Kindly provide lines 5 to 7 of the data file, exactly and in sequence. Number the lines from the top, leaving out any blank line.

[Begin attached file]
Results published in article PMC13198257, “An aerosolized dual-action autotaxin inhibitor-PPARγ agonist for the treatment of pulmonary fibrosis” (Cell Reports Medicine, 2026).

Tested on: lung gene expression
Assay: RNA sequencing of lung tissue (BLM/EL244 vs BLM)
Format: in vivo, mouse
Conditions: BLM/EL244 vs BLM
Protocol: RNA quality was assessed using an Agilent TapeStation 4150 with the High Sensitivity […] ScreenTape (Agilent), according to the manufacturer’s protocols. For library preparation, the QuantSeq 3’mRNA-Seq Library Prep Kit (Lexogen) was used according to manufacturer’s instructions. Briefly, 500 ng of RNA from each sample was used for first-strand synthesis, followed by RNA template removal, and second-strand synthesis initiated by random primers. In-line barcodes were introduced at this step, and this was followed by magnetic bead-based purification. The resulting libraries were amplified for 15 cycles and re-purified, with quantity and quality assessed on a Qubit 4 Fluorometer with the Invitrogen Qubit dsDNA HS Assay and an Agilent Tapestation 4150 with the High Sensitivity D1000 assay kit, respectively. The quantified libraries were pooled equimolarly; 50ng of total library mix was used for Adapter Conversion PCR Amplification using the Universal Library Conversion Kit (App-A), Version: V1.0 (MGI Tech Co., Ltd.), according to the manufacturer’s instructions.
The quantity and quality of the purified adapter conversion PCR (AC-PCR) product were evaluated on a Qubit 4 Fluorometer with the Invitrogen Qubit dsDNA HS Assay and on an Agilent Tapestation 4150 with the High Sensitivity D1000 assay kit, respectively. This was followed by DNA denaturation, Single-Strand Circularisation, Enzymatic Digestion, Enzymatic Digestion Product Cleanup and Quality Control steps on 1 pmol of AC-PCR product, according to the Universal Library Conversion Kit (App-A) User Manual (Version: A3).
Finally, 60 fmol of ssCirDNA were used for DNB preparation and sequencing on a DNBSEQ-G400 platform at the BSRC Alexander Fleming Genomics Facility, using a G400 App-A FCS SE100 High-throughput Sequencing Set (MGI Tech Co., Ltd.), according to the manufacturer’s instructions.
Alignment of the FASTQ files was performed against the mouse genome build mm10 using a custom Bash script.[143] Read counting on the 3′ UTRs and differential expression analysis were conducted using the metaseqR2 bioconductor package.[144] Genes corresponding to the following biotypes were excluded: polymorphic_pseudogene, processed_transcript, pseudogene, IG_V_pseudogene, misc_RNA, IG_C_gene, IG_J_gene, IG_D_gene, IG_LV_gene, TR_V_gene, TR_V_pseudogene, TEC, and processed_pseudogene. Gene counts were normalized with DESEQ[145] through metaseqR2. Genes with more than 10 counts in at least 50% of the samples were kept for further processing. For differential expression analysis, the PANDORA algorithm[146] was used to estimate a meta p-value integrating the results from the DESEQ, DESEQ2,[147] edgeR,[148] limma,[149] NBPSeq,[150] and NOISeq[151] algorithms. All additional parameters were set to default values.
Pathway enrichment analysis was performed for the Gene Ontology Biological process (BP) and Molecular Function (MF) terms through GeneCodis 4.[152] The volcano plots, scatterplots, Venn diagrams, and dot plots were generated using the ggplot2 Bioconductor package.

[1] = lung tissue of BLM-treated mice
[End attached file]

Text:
Conditions: BLM/EL244 vs BLM
Protocol: RNA quality was assessed using an Agilent TapeStation 4150 with the High Sensitivity […] ScreenTape (Agilent), according to the manufacturer’s protocols. For library preparation, the QuantSeq 3’mRNA-Seq Library Prep Kit (Lexogen) was used according to manufacturer’s instructions. Briefly, 500 ng of RNA from each sample was used for first-strand synthesis, followed by RNA template removal, and second-strand synthesis initiated by random primers. In-line barcodes were introduced at this step, and this was followed by magnetic bead-based purification. The resulting libraries were amplified for 15 cycles and re-purified, with quantity and quality assessed on a Qubit 4 Fluorometer with the Invitrogen Qubit dsDNA HS Assay and an Agilent Tapestation 4150 with the High Sensitivity D1000 assay kit, respectively. The quantified libraries were pooled equimolarly; 50ng of total library mix was used for Adapter Conversion PCR Amplification using the Universal Library Conversion Kit (App-A), Version: V1.0 (MGI Tech Co., Ltd.), according to the manufacturer’s instructions.
The quantity and quality of the purified adapter conversion PCR (AC-PCR) product were evaluated on a Qubit 4 Fluorometer with the Invitrogen Qubit dsDNA HS Assay and on an Agilent Tapestation 4150 with the High Sensitivity D1000 assay kit, respectively. This was followed by DNA denaturation, Single-Strand Circularisation, Enzymatic Digestion, Enzymatic Digestion Product Cleanup and Quality Control steps on 1 pmol of AC-PCR product, according to the Universal Library Conversion Kit (App-A) User Manual (Version: A3).